• Unless a woman was having a doctor attending her birth, she most likely would have given birth in a standing or squatting position, possibly using a birthing stool (a special chair without a seat for the baby to descend through). Lying on one’s back didn’t pop up as a birthing position until doctors became regular attendees to labor, because it mean the doctor wouldn’t have to get on the floor to examine the progress of labor.
  • It wasn’t labor that was the biggest danger to expectant women; it was postpartum infection, better known as “childbed fever” historically. These infections were usually caused by birth attendants having bacteria-ridden hands and tended to kill within two weeks of birth. Doctors knew it was transferred via midwife and doctor even as early as the 1790s, but it wasn’t understood why until germ theory became accepted. It couldn’t be treated until antibiotics were introduced in the 1930s.
A Dystopian Rant

Heyyyyyyyyy I’m back with more complaints about things, but this time it’s about dystopian novels:

  1. Dystopian, Apocalyptic, and Post Apocalyptic Are Not the Same
  2. Stop With All These Factions
  3. Choosing Day
  4. Only the Country of the Author
  5. Modern Social Values Revert
  6. The Entire Government
  7. The Main Character is Different
  8. The Omnipotent Government is Evil
  9. There Is No Middle
  10. Baby Machines
  11. No Free Will

Keep reading

anonymous asked:

Does the pill make you gain weight?

Yes it’s pumped with unnatural unhealthy hormones. It’s like steroids for women. Weight gain aside, it’s not something women should be on. Unless you have a severe rare illness and need it for life or death, opt out for natural methods, and choose different more effective forms of preventing pregnancy, like condoms which also protect you from STD’s when birth control doesn’t. ❤️

I always cringe when well-meaning Catholics say, “I don’t use birth control because fertility is a gift!” or something like that.  People who do not know about the different methods and their effectiveness back away thinking, “But I don’t want to have 20 kids!” because they assume that in order to make “fertility a gift” you have to let loose and not plan your family.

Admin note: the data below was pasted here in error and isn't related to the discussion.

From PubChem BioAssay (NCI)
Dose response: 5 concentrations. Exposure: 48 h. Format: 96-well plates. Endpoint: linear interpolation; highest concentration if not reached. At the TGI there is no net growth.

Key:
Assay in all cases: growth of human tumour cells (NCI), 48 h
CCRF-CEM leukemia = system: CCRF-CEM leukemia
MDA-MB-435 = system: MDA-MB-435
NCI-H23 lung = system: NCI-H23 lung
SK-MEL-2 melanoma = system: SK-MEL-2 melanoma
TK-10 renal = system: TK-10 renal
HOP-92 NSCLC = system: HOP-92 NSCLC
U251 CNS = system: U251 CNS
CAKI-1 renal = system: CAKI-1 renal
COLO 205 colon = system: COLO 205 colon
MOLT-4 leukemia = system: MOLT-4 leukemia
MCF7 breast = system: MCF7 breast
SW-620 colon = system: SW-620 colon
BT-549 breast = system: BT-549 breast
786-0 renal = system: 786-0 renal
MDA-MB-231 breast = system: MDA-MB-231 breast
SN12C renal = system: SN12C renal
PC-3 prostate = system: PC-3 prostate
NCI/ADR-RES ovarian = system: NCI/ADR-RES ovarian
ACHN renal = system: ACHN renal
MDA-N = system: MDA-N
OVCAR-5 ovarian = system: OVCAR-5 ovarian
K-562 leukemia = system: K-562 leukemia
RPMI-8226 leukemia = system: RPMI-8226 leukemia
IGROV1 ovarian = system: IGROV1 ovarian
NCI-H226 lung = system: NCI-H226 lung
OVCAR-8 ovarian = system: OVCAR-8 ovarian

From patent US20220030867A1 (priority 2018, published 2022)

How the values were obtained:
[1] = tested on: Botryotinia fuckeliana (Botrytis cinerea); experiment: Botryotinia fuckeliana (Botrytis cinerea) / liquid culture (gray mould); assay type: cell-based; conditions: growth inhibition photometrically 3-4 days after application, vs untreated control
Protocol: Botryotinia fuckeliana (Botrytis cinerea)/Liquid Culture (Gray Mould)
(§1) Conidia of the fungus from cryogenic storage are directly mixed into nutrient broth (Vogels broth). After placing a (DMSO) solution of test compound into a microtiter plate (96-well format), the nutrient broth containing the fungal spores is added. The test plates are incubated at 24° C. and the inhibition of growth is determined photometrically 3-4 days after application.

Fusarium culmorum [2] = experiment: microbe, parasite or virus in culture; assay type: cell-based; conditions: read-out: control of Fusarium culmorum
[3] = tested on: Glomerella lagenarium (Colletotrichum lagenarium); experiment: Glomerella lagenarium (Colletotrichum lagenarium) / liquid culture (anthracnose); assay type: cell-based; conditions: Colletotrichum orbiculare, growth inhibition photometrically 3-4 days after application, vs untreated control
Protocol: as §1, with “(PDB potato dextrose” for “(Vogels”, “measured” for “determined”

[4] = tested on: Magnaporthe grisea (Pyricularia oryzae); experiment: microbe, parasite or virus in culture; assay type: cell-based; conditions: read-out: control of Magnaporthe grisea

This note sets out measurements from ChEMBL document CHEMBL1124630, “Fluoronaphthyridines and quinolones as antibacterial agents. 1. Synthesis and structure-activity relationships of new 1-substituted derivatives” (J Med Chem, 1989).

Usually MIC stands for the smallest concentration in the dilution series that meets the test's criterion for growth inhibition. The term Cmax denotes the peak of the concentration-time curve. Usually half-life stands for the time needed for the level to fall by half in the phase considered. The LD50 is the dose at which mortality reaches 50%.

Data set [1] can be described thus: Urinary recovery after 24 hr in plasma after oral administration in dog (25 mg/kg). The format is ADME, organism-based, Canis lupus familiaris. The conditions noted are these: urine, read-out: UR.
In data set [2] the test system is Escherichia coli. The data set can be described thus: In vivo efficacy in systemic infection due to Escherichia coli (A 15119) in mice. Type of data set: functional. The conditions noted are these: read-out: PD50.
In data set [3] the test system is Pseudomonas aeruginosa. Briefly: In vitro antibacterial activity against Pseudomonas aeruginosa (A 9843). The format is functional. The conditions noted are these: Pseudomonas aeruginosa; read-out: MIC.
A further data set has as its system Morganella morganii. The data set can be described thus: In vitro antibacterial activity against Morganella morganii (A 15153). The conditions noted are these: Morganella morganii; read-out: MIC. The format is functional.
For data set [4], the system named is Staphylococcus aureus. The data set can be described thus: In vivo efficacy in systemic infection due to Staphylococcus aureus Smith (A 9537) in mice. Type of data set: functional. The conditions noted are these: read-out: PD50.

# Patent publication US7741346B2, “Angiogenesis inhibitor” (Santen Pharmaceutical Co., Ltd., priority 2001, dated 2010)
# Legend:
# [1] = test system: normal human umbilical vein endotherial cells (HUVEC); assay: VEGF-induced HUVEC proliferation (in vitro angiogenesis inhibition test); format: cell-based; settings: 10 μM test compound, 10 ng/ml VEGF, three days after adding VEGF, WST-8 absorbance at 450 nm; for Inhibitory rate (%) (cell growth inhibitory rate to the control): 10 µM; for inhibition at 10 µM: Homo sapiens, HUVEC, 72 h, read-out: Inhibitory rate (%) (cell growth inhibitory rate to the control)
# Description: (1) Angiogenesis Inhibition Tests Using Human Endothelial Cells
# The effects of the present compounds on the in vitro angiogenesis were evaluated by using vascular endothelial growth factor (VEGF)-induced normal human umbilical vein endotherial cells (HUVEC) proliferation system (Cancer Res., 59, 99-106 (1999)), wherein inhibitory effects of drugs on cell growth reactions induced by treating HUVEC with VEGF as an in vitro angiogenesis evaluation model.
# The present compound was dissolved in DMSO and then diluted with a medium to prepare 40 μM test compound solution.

I mean, yeah, NFP isn’t birth control; but parading this fact around isn’t going to educate others on why it isn’t like typical birth control.  Instead of saying “I don’t use birth control”, say, “I use the Billings Method to prevent pregnancy instead of artificial birth control.  Once my spouse and I are ready, we can then use this method to time intercourse for conception.  I’ve even used Billings to help pinpoint and find solutions to problems in my menstrual health.”

Doesn’t that sound more interesting and thought-provoking than “NO TO BIRTH CONTROLLLL!!!”

We can’t just say “We don’t use birth control!!!!” because not only does it give the wrong impression to a population largely ignorant of the high effectiveness of NFP, but it rubs people the wrong way.  Many people are using birth control for intensely personal and sensitive reasons, and what they hear is, “Have baby after baby or you’re a selfish jerk, to hell with you and your health.”

NFP is so much more than birth control.  It can space pregnancies, prevent them completely, help increase the odds of achieving a pregnancy, and it does so much in empowering women to take charge and make more wholesome choices for their gynecological health.  It’s practically a mindset, a lifestyle or cultural aspect for some, and you don’t see that in other methods.  But you can’t express this truth by saying “I don’t use birth control!!!” 

Use intelligent conversations, not misleading, quick one-liners.

(Of course, the secular crowd that uses NFP (or, as they call it, Fertility Awareness) refer to it as “natural birth control”, which is lumped in with “natural” spermicides, rhythm methods, and even things like “vegan condoms”.  I suppose they get more out of a conversation with this language though I cringe at “natural birth control” as well, haha.)